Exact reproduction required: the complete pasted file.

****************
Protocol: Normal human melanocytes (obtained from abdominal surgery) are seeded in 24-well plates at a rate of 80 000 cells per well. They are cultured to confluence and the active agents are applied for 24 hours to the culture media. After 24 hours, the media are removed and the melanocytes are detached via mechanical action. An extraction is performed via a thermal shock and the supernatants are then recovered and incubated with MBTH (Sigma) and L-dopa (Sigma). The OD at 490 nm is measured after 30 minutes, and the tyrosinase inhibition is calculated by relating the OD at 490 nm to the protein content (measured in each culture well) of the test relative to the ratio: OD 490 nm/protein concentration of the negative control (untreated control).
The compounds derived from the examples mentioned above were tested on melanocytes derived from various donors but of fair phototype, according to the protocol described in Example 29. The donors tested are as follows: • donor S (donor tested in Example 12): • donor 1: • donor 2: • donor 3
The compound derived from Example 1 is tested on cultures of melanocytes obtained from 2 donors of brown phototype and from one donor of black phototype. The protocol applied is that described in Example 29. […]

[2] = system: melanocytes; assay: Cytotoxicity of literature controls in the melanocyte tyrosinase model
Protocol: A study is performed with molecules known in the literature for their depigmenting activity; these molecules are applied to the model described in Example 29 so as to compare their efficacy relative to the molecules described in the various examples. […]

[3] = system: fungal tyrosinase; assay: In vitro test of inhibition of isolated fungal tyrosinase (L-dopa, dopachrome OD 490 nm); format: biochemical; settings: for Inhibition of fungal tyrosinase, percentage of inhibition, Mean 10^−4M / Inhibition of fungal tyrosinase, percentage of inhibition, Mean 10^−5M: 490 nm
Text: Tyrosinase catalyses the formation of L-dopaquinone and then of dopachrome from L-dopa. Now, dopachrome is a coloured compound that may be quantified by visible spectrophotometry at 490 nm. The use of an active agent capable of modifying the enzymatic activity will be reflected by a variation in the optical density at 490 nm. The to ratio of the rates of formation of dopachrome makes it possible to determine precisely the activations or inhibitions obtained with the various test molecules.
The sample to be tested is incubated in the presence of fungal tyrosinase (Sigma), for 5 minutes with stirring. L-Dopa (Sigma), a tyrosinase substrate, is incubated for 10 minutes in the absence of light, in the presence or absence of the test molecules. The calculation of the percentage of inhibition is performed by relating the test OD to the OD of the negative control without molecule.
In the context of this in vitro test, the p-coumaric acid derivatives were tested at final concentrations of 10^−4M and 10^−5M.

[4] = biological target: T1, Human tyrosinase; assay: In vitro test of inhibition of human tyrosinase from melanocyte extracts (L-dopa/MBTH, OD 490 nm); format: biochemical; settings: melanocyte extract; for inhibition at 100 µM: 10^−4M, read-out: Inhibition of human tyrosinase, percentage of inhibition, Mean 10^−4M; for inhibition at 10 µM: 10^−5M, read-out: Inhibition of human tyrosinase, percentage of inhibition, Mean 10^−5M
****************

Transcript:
Protocol: Normal human melanocytes (obtained from abdominal surgery) are seeded in 24-well plates at a rate of 80 000 cells per well. They are cultured to confluence and the active agents are applied for 24 hours to the culture media. After 24 hours, the media are removed and the melanocytes are detached via mechanical action. An extraction is performed via a thermal shock and the supernatants are then recovered and incubated with MBTH (Sigma) and L-dopa (Sigma). The OD at 490 nm is measured after 30 minutes, and the tyrosinase inhibition is calculated by relating the OD at 490 nm to the protein content (measured in each culture well) of the test relative to the ratio: OD 490 nm/protein concentration of the negative control (untreated control).
The compounds derived from the examples mentioned above were tested on melanocytes derived from various donors but of fair phototype, according to the protocol described in Example 29. The donors tested are as follows: • donor S (donor tested in Example 12): • donor 1: • donor 2: • donor 3
The compound derived from Example 1 is tested on cultures of melanocytes obtained from 2 donors of brown phototype and from one donor of black phototype. The protocol applied is that described in Example 29. […]

[2] = system: melanocytes; assay: Cytotoxicity of literature controls in the melanocyte tyrosinase model
Protocol: A study is performed with molecules known in the literature for their depigmenting activity; these molecules are applied to the model described in Example 29 so as to compare their efficacy relative to the molecules described in the various examples. […]

[3] = system: fungal tyrosinase; assay: In vitro test of inhibition of isolated fungal tyrosinase (L-dopa, dopachrome OD 490 nm); format: biochemical; settings: for Inhibition of fungal tyrosinase, percentage of inhibition, Mean 10^−4M / Inhibition of fungal tyrosinase, percentage of inhibition, Mean 10^−5M: 490 nm
Text: Tyrosinase catalyses the formation of L-dopaquinone and then of dopachrome from L-dopa. Now, dopachrome is a coloured compound that may be quantified by visible spectrophotometry at 490 nm. The use of an active agent capable of modifying the enzymatic activity will be reflected by a variation in the optical density at 490 nm. The to ratio of the rates of formation of dopachrome makes it possible to determine precisely the activations or inhibitions obtained with the various test molecules.
The sample to be tested is incubated in the presence of fungal tyrosinase (Sigma), for 5 minutes with stirring. L-Dopa (Sigma), a tyrosinase substrate, is incubated for 10 minutes in the absence of light, in the presence or absence of the test molecules. The calculation of the percentage of inhibition is performed by relating the test OD to the OD of the negative control without molecule.
In the context of this in vitro test, the p-coumaric acid derivatives were tested at final concentrations of 10^−4M and 10^−5M.

[4] = biological target: T1, Human tyrosinase; assay: In vitro test of inhibition of human tyrosinase from melanocyte extracts (L-dopa/MBTH, OD 490 nm); format: biochemical; settings: melanocyte extract; for inhibition at 100 µM: 10^−4M, read-out: Inhibition of human tyrosinase, percentage of inhibition, Mean 10^−4M; for inhibition at 10 µM: 10^−5M, read-out: Inhibition of human tyrosinase, percentage of inhibition, Mean 10^−5M